For last month’s One Hit Wonder week, I dug into the archives for some artists whose lone hit peaked at Number 100 in Billboard. Because no good idea ever goes unrepeated around here, here are some one-hit wonders who peaked at Number 99. Some of these lasted a couple of weeks, but most made it for one week only before falling out of the Hot 100. I count 13 in all between 1955 and 1986, so let’s grab the first six of ’em today and the last seven later.
“Cherry Berry Wine”/Charlie McCoy (2/27/61). McCoy, who was inducted into the Country Music Hall of Fame earlier this year, was at the beginning of his illustrious career as a Nashville sideman in 1961, eventually appearing on hundreds of recordings, often on harmonica. On “Cherry Berry Wine,” he’s twangin’ away on guitar and preaching the perils of drink.
“Motorcycle”/Tico & the Triumphs (1/06/62). Three high-school kids in Flushing, New York, met a slightly older guy calling himself Jerry Landis, who had made a couple of records and was looking for a group to produce. “Motorcycle” was released under the name Tico and the Triumphs after the label that had originally contracted for it went bankrupt and sold it to another. The group developed quite a reputation as a live act around the New York area, although Landis, who had sung lead on “Motorcycle,” never performed with them. You may know Jerry Landis better by his given name: Paul Simon. More on Tico and the Triumphs is here.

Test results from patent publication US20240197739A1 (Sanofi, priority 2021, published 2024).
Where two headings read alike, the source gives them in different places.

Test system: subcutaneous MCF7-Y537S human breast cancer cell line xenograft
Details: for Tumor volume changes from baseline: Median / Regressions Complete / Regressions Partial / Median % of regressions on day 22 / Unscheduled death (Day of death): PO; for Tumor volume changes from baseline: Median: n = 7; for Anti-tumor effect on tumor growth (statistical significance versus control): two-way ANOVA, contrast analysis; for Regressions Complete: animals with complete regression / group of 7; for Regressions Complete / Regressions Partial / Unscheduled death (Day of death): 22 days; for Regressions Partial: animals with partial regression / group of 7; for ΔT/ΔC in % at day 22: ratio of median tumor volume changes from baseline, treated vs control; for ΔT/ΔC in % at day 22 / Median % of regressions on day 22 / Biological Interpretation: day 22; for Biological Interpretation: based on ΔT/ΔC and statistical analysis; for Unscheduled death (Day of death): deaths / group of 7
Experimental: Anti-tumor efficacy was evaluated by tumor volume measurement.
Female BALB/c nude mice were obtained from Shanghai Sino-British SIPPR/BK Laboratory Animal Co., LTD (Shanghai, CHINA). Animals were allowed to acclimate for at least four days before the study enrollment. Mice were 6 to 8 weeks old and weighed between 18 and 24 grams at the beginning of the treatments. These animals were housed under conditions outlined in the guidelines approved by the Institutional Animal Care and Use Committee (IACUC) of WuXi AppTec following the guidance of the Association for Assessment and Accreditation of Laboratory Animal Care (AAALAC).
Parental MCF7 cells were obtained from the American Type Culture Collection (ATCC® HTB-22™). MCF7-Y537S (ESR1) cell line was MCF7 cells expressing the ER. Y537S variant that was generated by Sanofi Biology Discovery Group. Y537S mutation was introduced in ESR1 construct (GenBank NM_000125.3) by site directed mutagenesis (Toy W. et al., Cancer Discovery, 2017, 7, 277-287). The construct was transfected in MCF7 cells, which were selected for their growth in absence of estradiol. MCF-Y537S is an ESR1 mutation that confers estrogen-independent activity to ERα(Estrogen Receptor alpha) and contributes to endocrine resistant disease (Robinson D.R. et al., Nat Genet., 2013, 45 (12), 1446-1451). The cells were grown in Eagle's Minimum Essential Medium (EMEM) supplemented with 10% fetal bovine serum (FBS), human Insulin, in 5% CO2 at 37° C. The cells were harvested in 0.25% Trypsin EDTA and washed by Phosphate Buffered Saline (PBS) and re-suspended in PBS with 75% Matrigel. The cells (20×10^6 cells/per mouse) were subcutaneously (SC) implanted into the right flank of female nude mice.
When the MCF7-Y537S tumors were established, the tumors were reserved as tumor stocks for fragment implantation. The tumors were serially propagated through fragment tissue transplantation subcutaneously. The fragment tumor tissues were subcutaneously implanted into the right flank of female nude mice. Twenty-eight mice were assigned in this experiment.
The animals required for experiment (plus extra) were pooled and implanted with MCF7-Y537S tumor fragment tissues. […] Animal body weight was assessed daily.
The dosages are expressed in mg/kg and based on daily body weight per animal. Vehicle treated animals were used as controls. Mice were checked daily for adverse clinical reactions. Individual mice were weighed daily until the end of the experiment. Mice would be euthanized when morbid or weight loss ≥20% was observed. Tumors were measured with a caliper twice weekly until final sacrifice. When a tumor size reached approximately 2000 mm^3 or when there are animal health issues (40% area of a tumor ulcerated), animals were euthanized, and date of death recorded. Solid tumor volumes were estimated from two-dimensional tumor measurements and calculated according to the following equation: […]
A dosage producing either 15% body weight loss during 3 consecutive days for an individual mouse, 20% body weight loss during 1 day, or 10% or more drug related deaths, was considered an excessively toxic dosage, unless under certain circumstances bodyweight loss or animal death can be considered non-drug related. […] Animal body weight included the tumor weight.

“Air Travel”/Ray and Bob (6/23/62). Not to be confused with radio personalities Bob and Ray, Ray and Bob were two brothers from Los Angeles with the last name of Swayne. “Air Travel” features an R&B style vocal over a rock ‘n’ roll instrumental track.
“Don’t Stop the Wedding”/Ann Cole (11/24/62). That Ann Cole has earned a place in history is not so much due to this record, which was recorded as an answer to Etta James’ “Stop the Wedding,” as it is to another record: Cole was the first to cut “Got My Mojo Working.” Muddy Waters and his band learned the song from her, but Muddy didn’t know she had recorded it; his own version came out within a week of hers in 1957. There’s more about Ann Cole here.
“Trouble I’ve Had”/Clarence Ashe (6/6/64). I can’t find much information about Clarence Ashe, although his song was later covered by Clarence Carter in a changed-up version under the title “The Few Troubles I’ve Had.” The original is the sort of deep Southern soul that was just starting to get on pop radio in 1964.
“Unless You Care”/Terry Black (12/12/64). Black was a big deal in Canada, scoring several hit singles up there, most of which were written and produced by the team of P.F. Sloan and Steve Barri. The session that resulted in “Unless You Care” featured Glen Campbell on guitar, Leon Russell on organ, and Hal Blaine on drums. Black would go on to chart with his wife, Laurel Ward, so I could probably exclude him from the list on that basis, but I could exclude Paul Simon and Charlie McCoy that way too, so I’m leaving Terry in.
Next time: another prolific session man makes an appearance, and we hit the dance floor, repeatedly.